It is commonplace that directly applicable eu treaty law exerts influence on various social fields at national level, including healthcare. There has been ample debate about the impact of free movement rights and public healthcare systems, recently complemented by an analysis of the relationship between public healthcare and eu competition law. This case study aims to highlight a different aspect of the tensions between social and economic dimensions of european integration. By providing healthcare as a service of general interest, some member states have taken recourse to the ‘third sector’, consisting of not-for-profit organisations offering social services based on a specific ethos. At the same time, a need to respond to ever diversifying social demands has developed. Co-operating with not-for-profit organisations as service providers as well as including them in the process of conceptualising services may be one way to respond to this. Such inclusion can be perceived as enhancing social integration through active civil society participation – a strategy which may also be suitable to enhance social dimensions of european integration.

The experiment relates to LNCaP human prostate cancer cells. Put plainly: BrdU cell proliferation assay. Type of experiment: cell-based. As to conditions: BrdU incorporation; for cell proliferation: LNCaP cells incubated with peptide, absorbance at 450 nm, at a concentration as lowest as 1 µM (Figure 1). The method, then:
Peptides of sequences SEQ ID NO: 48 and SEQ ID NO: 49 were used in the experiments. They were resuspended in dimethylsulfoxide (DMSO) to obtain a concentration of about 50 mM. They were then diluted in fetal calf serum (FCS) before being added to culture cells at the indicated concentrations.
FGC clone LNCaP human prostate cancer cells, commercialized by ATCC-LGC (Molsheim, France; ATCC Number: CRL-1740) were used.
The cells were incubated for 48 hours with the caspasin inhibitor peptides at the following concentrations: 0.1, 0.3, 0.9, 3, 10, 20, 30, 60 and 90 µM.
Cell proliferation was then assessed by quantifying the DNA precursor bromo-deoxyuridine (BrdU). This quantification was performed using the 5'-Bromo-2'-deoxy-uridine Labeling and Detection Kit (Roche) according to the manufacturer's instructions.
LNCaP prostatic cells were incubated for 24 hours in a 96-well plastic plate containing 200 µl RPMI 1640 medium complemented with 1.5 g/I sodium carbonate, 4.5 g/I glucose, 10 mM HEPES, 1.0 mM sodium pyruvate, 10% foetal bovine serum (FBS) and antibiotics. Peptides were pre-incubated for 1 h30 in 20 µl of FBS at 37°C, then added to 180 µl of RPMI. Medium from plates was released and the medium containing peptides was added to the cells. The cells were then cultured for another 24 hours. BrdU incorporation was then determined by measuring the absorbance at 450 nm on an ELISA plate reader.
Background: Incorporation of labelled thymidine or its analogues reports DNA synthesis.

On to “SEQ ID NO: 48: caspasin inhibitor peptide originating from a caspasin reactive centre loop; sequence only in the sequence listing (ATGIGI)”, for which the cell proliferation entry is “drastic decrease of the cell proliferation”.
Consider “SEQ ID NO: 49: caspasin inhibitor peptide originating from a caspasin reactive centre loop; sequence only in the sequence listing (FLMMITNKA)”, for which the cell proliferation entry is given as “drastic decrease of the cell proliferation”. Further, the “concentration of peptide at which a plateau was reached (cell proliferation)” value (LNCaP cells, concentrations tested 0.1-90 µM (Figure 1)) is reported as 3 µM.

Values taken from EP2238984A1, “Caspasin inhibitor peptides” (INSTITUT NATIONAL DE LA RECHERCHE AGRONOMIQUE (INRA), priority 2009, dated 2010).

|Title of host publication||European Economic and Social Constitutionalism after the Treaty of Lisbon|
|Editors||D. Schiek, U. Liebert, H.G.E.S. Schneider|
|Place of Publication||Cambridge|
|Publisher||Cambridge University Press|
|Number of pages||26|
|Publication status||Published - 1 Jan 2011|